The President of Mexico says that the Government of Spain “looks like an employee” of the electricity companies

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The president of Mexico, Andrés Manuel López Obrador, said this Tuesday that the Pedro Sánchez government “seems to be employees” of the large electricity companies, while again warning that, if the constitutional reform of the electricity sector does not go ahead in the North American country, “what is happening now in Spain would happen.”

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“With all due respect, they seem employees,” said the Mexican president in his daily press conference, where he warned that, without the constitutional reform, the electricity companies “end up taking over the entire electricity market.” “What is happening now in Spain would happen, that the electricity rates for the user are through the roof,” he continued.

In this sense, he alluded to the signing of the socialist Antonio Miguel Carmona, recently appointed vice president of Iberdrola Spain. “Just as here Iberdrola hired the Secretary of Energy (Georgina Kessel) and the former president (Felipe) Calderón, there they did it with a leader of the PSOE, a politician, just to show their arrogance and say ‘we command'”, has indicated. In his opinion, those who oppose the reform in Mexico is because they enjoy privileges in the current system.

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Regarding his reform, he remarked that the initiative does not seek to expropriate, since 46 percent of the electricity market would be in the hands of private companies, which he has warned that, if they seek to “steal, they should go elsewhere. », According to the newspaper ‘La Jornada’. On the other hand, he has pointed out that in Mexico foreign companies are no longer allowed to see the country as a “land of conquest.”

It is not the first time that López Obrador alludes to Spain while defending his constitutional reform of the electricity sector, which seeks to promote the role of the state Federal Electricity Commission (CFE) in the industry to stop the increase in the price of electricity. He has also criticized Iberdrola’s role in the Mexican energy market on previous occasions.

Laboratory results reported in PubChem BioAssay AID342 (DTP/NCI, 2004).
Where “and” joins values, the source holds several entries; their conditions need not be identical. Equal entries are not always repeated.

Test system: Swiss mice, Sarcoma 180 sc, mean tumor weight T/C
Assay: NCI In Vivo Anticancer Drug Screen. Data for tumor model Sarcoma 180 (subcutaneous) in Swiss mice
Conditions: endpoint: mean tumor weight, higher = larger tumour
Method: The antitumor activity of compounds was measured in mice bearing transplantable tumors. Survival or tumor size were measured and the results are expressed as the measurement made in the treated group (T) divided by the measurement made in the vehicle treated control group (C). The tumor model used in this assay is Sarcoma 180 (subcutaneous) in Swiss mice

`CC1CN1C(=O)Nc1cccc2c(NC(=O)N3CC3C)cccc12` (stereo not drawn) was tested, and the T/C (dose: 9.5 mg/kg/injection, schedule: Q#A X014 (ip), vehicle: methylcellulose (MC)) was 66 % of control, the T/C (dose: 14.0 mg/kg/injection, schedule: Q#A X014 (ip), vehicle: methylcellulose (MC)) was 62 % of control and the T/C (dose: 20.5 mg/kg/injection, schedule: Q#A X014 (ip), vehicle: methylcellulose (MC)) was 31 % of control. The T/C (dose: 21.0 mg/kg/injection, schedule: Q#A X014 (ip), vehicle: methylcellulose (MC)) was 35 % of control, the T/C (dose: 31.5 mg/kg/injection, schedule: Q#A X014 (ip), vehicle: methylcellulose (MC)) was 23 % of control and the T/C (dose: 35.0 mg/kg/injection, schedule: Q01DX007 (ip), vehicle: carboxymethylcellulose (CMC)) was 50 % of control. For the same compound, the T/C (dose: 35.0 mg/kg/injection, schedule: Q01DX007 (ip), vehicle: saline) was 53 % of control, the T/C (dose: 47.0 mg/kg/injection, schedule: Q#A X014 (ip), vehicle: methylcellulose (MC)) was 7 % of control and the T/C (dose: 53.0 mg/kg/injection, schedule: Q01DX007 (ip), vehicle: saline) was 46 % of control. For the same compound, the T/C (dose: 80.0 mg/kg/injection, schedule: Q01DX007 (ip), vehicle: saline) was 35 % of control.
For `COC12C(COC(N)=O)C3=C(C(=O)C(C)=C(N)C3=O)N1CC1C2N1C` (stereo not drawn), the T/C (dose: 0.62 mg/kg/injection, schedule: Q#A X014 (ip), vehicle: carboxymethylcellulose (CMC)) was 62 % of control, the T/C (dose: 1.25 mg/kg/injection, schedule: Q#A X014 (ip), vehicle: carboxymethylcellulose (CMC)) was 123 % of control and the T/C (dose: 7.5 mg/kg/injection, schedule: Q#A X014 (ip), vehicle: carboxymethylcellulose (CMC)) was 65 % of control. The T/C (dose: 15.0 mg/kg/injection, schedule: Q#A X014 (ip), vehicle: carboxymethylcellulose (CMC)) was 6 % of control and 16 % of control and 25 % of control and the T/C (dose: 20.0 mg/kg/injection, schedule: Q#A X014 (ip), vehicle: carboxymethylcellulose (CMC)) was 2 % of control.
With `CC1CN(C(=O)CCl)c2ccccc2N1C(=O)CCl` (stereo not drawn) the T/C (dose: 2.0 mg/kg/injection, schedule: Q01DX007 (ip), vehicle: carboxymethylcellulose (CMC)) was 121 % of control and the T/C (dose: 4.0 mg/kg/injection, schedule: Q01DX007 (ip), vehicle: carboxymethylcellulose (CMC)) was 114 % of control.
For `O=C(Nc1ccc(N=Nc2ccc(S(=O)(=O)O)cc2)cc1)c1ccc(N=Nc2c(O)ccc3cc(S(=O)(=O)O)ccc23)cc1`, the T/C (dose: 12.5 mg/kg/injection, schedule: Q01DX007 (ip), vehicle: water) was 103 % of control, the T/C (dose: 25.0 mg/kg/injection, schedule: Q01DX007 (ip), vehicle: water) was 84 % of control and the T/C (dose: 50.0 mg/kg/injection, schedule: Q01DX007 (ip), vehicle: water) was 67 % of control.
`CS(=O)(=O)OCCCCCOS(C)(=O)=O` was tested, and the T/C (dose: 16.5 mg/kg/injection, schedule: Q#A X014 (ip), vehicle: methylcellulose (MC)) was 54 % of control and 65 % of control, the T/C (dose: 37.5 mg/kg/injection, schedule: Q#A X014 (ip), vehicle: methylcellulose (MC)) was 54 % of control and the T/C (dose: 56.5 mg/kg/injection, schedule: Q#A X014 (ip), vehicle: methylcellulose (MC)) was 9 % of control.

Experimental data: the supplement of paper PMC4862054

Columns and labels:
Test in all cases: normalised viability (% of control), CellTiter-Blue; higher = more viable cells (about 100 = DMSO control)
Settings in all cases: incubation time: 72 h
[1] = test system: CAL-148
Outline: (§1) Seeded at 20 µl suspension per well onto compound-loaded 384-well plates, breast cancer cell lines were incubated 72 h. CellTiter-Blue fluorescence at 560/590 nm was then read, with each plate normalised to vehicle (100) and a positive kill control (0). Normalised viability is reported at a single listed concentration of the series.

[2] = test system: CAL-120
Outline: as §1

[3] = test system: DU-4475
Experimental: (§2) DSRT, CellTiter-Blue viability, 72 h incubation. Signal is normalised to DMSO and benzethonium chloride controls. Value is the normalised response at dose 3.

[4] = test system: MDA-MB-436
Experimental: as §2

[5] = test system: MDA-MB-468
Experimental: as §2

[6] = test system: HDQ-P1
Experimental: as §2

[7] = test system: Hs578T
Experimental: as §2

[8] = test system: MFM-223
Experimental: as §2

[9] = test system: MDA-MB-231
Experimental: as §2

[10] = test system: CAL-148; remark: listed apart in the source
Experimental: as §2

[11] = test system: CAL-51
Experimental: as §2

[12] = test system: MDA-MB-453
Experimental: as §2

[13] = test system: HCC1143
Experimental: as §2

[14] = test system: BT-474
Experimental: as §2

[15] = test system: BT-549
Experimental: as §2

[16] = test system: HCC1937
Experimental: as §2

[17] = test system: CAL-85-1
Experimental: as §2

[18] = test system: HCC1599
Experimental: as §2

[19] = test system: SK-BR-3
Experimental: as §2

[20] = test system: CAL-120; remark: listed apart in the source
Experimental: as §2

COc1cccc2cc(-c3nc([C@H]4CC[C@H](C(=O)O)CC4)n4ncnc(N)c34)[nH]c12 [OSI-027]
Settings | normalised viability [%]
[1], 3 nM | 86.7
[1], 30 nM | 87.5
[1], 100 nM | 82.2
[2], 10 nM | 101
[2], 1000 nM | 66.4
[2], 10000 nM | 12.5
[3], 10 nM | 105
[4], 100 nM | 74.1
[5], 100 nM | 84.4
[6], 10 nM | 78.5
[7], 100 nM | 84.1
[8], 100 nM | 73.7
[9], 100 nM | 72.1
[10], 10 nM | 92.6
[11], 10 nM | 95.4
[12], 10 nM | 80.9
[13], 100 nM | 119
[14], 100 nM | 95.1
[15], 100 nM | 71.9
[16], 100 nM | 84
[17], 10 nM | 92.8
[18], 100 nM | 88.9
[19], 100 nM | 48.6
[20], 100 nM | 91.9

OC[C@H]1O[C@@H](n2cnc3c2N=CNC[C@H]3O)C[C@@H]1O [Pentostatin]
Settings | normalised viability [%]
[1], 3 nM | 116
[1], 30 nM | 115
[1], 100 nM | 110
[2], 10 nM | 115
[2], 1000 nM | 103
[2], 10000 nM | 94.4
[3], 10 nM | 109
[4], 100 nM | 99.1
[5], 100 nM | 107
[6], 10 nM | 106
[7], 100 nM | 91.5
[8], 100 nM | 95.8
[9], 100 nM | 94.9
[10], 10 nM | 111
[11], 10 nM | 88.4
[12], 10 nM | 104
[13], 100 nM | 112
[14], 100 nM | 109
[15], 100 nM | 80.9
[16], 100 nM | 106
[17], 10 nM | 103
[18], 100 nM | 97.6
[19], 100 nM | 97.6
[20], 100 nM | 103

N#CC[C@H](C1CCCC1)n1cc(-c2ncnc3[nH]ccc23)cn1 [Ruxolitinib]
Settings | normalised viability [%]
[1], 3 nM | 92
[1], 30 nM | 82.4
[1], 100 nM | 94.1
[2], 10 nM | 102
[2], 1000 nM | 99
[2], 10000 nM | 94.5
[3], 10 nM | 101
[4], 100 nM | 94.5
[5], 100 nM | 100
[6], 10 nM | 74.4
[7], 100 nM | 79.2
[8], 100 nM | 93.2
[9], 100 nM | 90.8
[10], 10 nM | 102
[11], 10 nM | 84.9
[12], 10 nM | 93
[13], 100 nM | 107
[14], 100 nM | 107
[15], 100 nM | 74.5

The Aztec president sent to the Chamber of Deputies the reform that seeks to reduce private participation in the electricity market in favor of the CFE. Specifically, the proposal seeks to modify several constitutional articles that would grant the state company a greater share in the country’s electricity production, from 36% to 54% of Mexico’s electric power.

Likewise, the proposal seeks to eliminate the different subsidiaries of the state company to generate a single company with its own legal personality that is responsible for the generation, distribution and administration of energy produced.

Self-supply and Independent Energy Producers (PIE) contracts, which are used by large commercial chains to produce and buy electricity, would also be eliminated.

The constitutional reform also includes the disappearance of energy regulators, which are the National Hydrocarbons Commission (CNH) and the Energy Regulatory Commission (CRE). These have been accused by the president of “benefiting the private sector.” If the reform is carried out, the structure and powers of the regulators would be carried out by the Ministry of Energy.

Other proposals in the text presented to the Chamber are the elimination of lithium concessions and clean energy certificates and the return to the CFE of the National Center for Energy Control (Cenace), which operates the national electricity system, as well as the market. Aztec electric wholesaler.

Additionally, the text proposes that CFE determine the transmission and distribution rates, in addition to collecting the establishment of contracts for the purchase of energy from the private sector with a different regime from the current one.

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